Mental Health Awareness Week, And 4 Things That Helped Me

“Hole” by Grafontour on Pixabay

CS Sherin, 10-10-2018

NAMI (the National Alliance on Mental Illness) designates this week as “Mental Illness Awareness Week,” with a goal to promote “CureStigma”, which illuminates the needless stigma people with mental health issues face in our culture.

Mental health and mental illness are important, huge issues in our world. There are so many aspects we need to address, I cannot begin to elaborate on it all here and now. All in all, we need to create systems that are healing and healthy for people, communities, and nature — and dismantle the corrupt, abusive systems, which contribute to trauma and mental health disruptions.

From a personal perspective, mental illness shaped my early life, as my father was mentally ill. In fact, he was a sociopath and/or narcissist. You can be sure there is a stigma to those words. And this is the first time I have said it in public. The repercussions of his mental illness, and the actions he took while mentally ill, are still felt in my life to this day. It has always been hard to deal with, whether he was present and alive, absent and alive, or now absent and deceased. In short, he was a product of an institutionalized infancy (state orphanage till the age of three) and institutionalized systems, like the military. Many institutionalized systems that care for children can create narcissists and sociopaths.

Beyond that, I faced my own mental health issues as an adult. I had a traumatic childhood, and faced unfriendly peers and teachers in elementary and middle school. As a young mother , I experienced a trauma that caused me to have PTSD, which I saw a therapist to treat. That was the trauma that was the tipping point of traumas, a culmination that started in childhood. A couple years after that, I became severely ill from Lyme’s disease. It was not diagnosed right away, and I ended up not being able to work for three months.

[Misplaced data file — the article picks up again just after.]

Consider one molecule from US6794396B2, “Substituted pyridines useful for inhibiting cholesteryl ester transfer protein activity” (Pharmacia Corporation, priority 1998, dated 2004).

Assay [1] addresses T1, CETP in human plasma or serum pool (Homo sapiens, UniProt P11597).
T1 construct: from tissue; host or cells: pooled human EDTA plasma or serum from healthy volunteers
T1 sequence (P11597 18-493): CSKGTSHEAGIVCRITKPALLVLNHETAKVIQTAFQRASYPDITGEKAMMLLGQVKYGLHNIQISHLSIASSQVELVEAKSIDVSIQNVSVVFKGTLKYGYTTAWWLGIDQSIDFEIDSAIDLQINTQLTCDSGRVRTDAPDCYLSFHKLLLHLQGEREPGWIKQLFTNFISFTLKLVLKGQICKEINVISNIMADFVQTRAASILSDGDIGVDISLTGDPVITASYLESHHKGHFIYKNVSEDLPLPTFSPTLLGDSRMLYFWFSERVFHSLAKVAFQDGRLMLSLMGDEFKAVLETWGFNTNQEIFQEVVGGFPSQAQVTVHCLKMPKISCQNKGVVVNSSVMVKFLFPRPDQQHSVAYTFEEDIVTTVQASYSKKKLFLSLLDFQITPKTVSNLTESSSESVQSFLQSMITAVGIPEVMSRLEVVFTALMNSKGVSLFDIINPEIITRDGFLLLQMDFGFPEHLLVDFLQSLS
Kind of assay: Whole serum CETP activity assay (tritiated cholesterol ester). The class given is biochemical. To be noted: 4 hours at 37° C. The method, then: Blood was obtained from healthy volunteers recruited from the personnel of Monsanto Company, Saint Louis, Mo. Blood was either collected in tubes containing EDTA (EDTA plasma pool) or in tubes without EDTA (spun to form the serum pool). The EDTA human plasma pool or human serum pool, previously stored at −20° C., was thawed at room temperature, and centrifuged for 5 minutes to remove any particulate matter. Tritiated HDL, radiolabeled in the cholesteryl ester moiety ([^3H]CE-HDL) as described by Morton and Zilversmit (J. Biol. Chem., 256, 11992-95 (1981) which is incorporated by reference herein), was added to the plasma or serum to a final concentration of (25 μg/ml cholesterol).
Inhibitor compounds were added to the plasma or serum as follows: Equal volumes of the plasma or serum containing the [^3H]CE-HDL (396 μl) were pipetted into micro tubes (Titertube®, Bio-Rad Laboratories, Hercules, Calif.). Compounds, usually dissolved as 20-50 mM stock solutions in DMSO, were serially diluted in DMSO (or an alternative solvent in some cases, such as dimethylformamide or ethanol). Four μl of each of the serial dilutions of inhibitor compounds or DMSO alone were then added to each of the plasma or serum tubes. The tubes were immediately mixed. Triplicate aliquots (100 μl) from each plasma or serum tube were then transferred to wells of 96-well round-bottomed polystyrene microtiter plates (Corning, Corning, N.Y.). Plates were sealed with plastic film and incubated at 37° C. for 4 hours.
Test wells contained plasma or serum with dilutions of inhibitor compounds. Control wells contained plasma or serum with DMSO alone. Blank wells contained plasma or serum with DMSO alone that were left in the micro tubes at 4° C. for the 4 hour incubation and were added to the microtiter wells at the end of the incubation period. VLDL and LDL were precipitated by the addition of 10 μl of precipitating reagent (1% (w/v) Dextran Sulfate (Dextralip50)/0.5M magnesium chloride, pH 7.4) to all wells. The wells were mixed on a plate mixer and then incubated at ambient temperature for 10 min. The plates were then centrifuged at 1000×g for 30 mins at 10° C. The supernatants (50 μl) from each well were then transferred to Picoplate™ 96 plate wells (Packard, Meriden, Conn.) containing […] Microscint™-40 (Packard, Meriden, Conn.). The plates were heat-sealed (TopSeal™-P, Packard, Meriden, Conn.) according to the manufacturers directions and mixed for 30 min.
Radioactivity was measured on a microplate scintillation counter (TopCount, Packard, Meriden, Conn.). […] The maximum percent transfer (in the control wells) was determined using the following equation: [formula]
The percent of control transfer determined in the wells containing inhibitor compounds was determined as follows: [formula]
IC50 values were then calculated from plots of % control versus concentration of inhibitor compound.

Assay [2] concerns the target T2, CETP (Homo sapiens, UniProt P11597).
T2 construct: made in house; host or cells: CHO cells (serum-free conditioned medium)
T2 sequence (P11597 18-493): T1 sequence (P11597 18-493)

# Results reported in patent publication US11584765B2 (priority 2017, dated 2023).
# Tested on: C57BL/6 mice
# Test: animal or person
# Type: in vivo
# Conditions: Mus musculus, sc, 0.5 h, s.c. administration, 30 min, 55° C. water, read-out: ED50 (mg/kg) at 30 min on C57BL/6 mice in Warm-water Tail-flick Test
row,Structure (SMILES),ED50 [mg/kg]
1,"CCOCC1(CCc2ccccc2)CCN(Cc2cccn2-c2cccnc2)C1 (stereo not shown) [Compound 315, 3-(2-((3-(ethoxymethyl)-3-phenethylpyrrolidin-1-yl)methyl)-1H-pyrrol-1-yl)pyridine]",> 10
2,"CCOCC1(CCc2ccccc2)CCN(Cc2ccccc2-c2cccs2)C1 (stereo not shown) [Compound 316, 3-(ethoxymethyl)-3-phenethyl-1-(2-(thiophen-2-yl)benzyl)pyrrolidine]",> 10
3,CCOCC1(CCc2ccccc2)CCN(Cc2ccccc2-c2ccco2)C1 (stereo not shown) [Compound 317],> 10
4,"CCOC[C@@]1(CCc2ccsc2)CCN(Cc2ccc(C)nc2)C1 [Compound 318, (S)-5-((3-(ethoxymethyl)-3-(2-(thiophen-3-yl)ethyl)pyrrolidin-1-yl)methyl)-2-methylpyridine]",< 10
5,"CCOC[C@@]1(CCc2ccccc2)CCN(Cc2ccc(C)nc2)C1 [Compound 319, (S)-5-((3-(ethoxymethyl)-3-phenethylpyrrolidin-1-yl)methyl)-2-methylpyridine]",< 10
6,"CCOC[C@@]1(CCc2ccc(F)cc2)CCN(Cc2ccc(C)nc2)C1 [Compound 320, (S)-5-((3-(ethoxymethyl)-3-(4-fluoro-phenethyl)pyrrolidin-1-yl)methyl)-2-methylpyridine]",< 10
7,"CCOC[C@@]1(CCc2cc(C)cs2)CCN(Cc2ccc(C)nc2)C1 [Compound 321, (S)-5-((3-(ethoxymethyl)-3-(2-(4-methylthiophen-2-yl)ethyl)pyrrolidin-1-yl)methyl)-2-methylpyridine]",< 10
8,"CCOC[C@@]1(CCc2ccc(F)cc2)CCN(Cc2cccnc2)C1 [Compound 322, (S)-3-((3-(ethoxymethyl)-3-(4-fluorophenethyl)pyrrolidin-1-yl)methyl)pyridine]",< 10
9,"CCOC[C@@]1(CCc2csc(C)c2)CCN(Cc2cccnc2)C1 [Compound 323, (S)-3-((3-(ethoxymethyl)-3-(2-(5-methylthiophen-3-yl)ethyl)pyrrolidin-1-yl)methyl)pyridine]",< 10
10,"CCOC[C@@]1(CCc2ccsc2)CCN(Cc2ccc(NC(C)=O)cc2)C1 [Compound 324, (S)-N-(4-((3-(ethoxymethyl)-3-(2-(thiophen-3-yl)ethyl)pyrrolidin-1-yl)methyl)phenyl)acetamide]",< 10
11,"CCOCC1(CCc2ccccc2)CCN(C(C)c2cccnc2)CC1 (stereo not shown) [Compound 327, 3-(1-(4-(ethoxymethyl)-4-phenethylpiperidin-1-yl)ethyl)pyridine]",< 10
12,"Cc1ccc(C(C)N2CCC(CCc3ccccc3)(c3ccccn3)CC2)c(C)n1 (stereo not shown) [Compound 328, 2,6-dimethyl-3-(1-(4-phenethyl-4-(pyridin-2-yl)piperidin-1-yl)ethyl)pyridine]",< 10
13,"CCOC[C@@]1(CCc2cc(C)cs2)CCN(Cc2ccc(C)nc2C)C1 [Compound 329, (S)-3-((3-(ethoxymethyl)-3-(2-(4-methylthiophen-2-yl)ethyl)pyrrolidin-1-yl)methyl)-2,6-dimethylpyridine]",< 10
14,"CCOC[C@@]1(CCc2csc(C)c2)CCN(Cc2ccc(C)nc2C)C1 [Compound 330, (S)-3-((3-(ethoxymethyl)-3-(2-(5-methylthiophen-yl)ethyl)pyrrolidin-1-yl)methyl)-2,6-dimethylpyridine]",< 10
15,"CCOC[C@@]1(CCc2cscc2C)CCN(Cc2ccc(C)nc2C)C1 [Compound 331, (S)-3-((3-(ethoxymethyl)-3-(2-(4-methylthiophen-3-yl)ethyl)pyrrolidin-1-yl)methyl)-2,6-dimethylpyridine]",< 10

This caused what the doctors diagnosed as mild depression that was joined with IBS, anxiety, and panic attacks. After slowing recovering, and having taken the medications and therapy that I could from western medicine, I sought deeper and more empowering methods to heal my inner wounds and traumas.

That started me on the path of spiritual work like reiki, and holistic wellness in general, which I applied to myself before sharing it to help others. Looking back at all that I went through related to the spectrum of mental health to mental illness, I can tell you some of the key things that really helped and made a difference for me. We are each unique, and we each find our way to health and wellness in our own ways, but perhaps some of the following things we have in common. Here are four things that helped me the most as I climbed out of the dark abyss, known as a mental health crisis, back in the early 2000s: